160 years ago, Northfield Township responded quickly to start of Civil War
A somber anniversary is approaching for Americans as April 12 will mark 160 years since the beginning of the Civil War. It was on that date in 1861 that Confederate forces bombarded Union soldiers at Fort Sumter, S.C., to start the tragic conflict.
For many, 160 years ago seems like ancient history. But different perspectives can bring a different view. With a generation usually considered to be a period of 20 to 30 years, those 160 years amount to only six or seven generations. For someone in their 70s or 80s today, that person's great-grandparents or maybe even their grandparents were born when people who actually had experienced the Civil War were still plentiful.
There was no Northbrook or Shermerville in 1861; in fact, the name Shermerville would not become widely used until 1885. But there was a Northfield Township, which had been surveyed in 1839 -- well after Illinois became the 21st state in 1818.
In 1860 the population of Northfield Township was just 1,534 and by 1870 stood at only 1,705. Many of the earliest settlers of European descent came from the eastern United States or from England. Beginning in the 1850s, however, the largest number of immigrants coming to Northfield Township were from Germany.
After the Civil War began, Illinois quickly passed legislation requiring each township to compile a list of men eligible to serve. By 1862, things were not going well for Union forces, and voluntary enlistments were not keeping up with battlefield losses. So a military census was taken in 1862, and it was recorded that there were 231 able-bodied men between 18 and 45 living in Northfield Township. In addition, 52 Northfield Township men already were serving in the Union Army.
After the war, it was determined that 178 men had enrolled from or were credited to Northfield Township -- an impressive amount considering the numbers listed in the military census.
"Northbrook, Illinois: The Fabric of Our History" describes Northfield Township's involvement in the Civil War and also tells a number of stories about local individuals who served.
According to the book, "A group of first-generation Americans and German immigrants from the northern end of the township enlisted at the beginning of the war and served together in Company G of the 57th Illinois Infantry. From this close-knit unit, Philip Arnold and Henry Meier were among the 186 enlisted men from the 57th killed, wounded or taken prisoner at the Battle of Shiloh. Both men died from their wounds, Meier on the Tennessee battlefield and Arnold at the military hospital in Quincy, Illinois, a short time later.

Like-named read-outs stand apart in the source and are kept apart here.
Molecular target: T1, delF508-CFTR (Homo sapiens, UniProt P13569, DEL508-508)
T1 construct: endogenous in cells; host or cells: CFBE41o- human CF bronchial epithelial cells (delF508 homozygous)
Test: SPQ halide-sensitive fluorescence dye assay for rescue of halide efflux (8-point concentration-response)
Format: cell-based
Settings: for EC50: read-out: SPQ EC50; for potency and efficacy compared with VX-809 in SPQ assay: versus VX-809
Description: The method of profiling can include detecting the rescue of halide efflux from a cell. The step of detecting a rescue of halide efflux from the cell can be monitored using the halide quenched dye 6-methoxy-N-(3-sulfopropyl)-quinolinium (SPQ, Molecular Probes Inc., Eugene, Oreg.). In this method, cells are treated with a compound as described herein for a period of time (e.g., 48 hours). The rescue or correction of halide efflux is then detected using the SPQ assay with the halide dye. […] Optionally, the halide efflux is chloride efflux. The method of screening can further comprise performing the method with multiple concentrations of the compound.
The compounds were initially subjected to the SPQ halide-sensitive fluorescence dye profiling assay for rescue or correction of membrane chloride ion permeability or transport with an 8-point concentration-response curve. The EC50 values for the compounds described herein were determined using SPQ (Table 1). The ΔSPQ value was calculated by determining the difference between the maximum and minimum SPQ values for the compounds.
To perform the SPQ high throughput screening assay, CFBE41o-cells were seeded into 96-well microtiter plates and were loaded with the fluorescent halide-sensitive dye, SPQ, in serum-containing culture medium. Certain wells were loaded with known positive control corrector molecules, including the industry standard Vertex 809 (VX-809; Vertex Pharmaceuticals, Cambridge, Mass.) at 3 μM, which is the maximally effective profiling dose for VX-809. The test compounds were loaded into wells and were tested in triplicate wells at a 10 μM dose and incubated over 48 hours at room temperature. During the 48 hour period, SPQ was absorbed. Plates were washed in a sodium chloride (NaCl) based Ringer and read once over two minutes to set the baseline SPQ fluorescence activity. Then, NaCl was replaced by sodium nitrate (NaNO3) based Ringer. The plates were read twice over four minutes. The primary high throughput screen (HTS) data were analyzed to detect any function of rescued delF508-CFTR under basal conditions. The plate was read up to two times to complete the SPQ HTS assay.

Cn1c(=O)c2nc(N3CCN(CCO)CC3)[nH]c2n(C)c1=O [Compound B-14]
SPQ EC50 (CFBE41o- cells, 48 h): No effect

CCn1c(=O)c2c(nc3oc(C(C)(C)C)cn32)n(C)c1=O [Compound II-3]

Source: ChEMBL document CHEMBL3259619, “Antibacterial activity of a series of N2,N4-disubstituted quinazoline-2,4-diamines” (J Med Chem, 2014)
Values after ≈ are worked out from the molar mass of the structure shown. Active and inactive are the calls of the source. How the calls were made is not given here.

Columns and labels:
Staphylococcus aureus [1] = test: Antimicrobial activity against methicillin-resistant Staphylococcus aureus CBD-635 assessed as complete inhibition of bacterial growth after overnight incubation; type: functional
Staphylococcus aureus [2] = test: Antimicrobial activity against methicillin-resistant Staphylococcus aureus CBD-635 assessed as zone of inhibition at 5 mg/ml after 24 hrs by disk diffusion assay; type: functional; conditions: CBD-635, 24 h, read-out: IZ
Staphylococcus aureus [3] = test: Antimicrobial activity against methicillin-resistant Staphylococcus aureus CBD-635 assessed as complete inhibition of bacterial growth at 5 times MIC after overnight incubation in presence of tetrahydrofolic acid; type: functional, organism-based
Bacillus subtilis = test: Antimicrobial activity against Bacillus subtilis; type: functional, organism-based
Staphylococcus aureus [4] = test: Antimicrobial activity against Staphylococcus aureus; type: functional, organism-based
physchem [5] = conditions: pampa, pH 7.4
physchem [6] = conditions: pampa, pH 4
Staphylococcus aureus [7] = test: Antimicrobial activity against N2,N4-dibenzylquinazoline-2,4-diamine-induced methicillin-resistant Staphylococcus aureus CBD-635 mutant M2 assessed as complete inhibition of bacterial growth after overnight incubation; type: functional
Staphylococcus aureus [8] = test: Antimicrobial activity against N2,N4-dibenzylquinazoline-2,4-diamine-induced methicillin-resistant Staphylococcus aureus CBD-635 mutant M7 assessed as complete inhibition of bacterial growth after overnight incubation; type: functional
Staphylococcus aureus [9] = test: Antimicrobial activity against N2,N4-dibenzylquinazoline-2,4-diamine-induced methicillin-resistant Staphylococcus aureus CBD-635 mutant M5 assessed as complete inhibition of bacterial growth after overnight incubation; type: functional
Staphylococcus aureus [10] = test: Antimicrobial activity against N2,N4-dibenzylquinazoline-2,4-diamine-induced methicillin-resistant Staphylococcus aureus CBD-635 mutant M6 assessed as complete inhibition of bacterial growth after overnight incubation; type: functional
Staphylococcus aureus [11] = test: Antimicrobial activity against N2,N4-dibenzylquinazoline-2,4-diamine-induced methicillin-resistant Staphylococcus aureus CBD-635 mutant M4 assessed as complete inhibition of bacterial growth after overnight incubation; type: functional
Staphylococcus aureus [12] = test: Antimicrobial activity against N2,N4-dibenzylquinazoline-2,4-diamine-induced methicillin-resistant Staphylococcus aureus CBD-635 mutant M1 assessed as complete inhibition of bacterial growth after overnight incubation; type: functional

"Brothers David, Martin, and Cornelius Ceperly joined with their cousins James and Fred Russell to serve in the 113th infantry. Martin Ceperly was killed at Vicksburg, Mississippi, and James Russell died of chronic dysentery at Corinth, Mississippi." David Ceperly also died during the war.
"At the southwest corner of the township, a group of men formed Company F of the 39th infantry. Under the leadership of Amasa Kennicott, the unit was sent to the eastern theater where Thomas Dewey, a farm laborer from The Grove, died at Petersburg, Virginia."
Other Northfield Township men who lost their lives during the Civil War were James Bachelor, Henry O. Clark, Charles Connor, John Gutzler, Fredric H. Kiest, Francis Petit, Christian Shank, and Charles Sherwin. Their names are among the 14 listed on the Fallen Soldier Memorial at the southeast corner of Village Green Park, near the History Museum.
One story that seems to typify the allure of the war for some is told in "The Fabric of Our History" regarding this young Northfield Township resident:
"Fifteen-year-old Caleb Bach left home to enlist in February 1864. He must have been one of the underage boys who wrote '18' on the bottom of their shoe so they could swear they were 'over 18' when taking the enlistment oath. Caleb served until the end of the war and returned safely home before he was of legal age to enlist."
Another story focused on Silas H. Sherman and his friend James Galloway, who both were under 18. "Facing parental opposition because of their age, they ran away from home, enlisted in Deerfield and served throughout the last months of the war on Sherman's March to the Sea."
Also mentioned are Charles Fritz and Daniel York, who both enlisted from Northfield Township and were assigned to the 29th U.S. Colored Infantry. That unit from Illinois was serving in Galveston, Texas, on June 19, 1865 (Juneteenth) when Union General Gordon Granger announced emancipation.
The book summarizes perfectly what those local participants faced when they finally returned to Illinois: "Each of the men had a story to tell about the places they went, the battles they fought, and of their struggles to settle into home upon their return.
"One thing that is certain, for the men and boys of Northfield Township who served their country, life would never be the same."